Alternative modes of financing are imperative for businesses to thrive. In this context, non-convertible debentures (NCDs) have become an accepted route for raising financing by Indian corporates, especially in situations where funding from banks and non-banking finance companies is unavailable. In fact, CRISIL expects that the supply of corporate bonds in the domestic market could double to ₹65 lakh crore-₹70 lakh crore by fiscal 2025.
The Securities and Exchange Board of India (SEBI) regulates the issuance of privately placed NCDs, which are to be listed on a stock exchange, and the Reserve Bank of India (RBI) regulates the investment in NCDs by foreign investors. Investors prefer listed NCDs issued by Indian corporates because these provide them the ability to enforce security under the SARFAESI Act (which tends to be faster than enforcement through the court procedure).
On November 3, 2020, SEBI issued a circular on “Creation of Security in issuance of listed debt securities and ‘due diligence’ by debenture trustee(s)”. The circular, which came into effect from April 1, 2021, provides that an issuer of NCDs (that are proposed to be listed) needs to obtain consents for the creation of security from its existing lenders as a prerequisite to the issue of the said NCDs and, further, that such security is created prior to making the listing application to stock exchanges. By another circular, SEBI has prescribed that the NCDs are required to be listed within four trading days from the issue closure. This effectively necessitates creation of security for the NCDs either prior to, or immediately upon, the issue of the NCDs. While the intent behind the circular is commendable, given that it will protect investor interests, at a practical level this regulatory change has unintended implications.
We set out some of the potential challenges.
Refinancing of debt: In a typical refinancing transaction, new debt is raised to repay an existing debt, and the new debt is often secured by assets that were earlier provided as security for the existing debt. Usually, existing lenders are reluctant to release or share the given security before they are fully repaid. Further, after repayment, the process of security release may take a few weeks, depending on internal functioning and the type of security. As a result, it is common in India for security to be created for the new lender a few weeks or months after the existing debt is repaid. The new requirements make it unviable to raise funds through listed NCDs for several refinancing deals. Consequently, corporates may default on debts that cannot be refinanced or may be forced to borrow unsecured debt at higher interest rates.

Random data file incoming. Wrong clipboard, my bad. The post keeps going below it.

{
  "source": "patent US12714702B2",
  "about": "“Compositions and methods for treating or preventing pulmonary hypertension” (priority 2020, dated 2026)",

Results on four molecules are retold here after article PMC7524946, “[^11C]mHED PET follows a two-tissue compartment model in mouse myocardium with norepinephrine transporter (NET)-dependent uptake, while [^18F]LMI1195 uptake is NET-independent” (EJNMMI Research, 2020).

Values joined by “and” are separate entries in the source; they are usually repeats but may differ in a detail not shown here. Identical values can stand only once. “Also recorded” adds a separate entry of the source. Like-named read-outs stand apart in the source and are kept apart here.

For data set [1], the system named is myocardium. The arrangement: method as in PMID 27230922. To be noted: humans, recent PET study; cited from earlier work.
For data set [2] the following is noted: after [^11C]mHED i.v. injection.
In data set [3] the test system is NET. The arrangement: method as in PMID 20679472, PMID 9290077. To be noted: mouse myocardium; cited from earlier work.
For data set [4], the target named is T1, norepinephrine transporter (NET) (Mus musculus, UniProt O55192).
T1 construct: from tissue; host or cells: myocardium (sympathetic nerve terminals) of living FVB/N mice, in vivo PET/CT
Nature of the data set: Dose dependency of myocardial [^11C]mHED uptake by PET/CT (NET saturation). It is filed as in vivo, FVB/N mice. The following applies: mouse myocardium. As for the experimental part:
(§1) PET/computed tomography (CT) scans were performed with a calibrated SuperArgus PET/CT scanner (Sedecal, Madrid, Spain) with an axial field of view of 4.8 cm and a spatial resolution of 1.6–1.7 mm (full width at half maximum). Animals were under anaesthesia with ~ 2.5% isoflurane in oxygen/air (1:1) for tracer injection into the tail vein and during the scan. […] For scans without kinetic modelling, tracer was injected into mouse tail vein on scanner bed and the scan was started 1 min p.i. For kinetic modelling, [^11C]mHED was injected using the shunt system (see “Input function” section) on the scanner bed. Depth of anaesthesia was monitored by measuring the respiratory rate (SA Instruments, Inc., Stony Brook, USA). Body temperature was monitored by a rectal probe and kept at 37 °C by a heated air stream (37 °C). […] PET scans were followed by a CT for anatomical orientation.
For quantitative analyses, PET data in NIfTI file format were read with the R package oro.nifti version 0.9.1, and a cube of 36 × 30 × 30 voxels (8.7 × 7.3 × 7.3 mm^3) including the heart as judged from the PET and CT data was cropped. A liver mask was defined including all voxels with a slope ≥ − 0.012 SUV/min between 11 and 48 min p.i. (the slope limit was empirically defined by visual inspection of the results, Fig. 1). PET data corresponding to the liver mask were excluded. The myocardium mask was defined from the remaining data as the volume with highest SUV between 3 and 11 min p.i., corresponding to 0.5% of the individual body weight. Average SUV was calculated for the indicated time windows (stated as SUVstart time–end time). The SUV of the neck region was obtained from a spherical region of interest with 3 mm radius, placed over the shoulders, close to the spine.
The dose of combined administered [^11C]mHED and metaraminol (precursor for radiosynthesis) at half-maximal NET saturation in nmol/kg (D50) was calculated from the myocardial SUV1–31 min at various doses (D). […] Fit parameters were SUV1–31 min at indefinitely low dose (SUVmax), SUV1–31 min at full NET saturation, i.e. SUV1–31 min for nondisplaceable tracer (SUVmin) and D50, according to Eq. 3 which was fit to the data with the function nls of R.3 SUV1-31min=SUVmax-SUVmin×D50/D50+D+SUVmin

Acquisition finance: Financing acquisition of shares of a target using NCDs has also become challenging. Acquisition finance is generally secured by the shares of the target company and, in some cases, also by the assets of the target. Such security cannot be created until the acquirer (i.e., the issuer of NCDs) controls the target. In some cases, the financing may need to be raised in advance to show that funds are committed and as proof of deal certainty. Further, in the case of public M&A deals, which entail a mandatory takeover offer, the earliest that primary shares, or control, may be acquired is 21 days after the detailed public statement.
Further, in cases where the acquirer is a foreign owned and controlled company in India (FOCC), the only route available to raise debt for the acquisition of an Indian company is by issuing NCDs to FPIs, given that leveraging in the Indian market for downstream investment is prohibited. These conflicting scenarios are not conducive to fulfil the circular’s requirements for creating the security as a prerequisite to registering the listing application.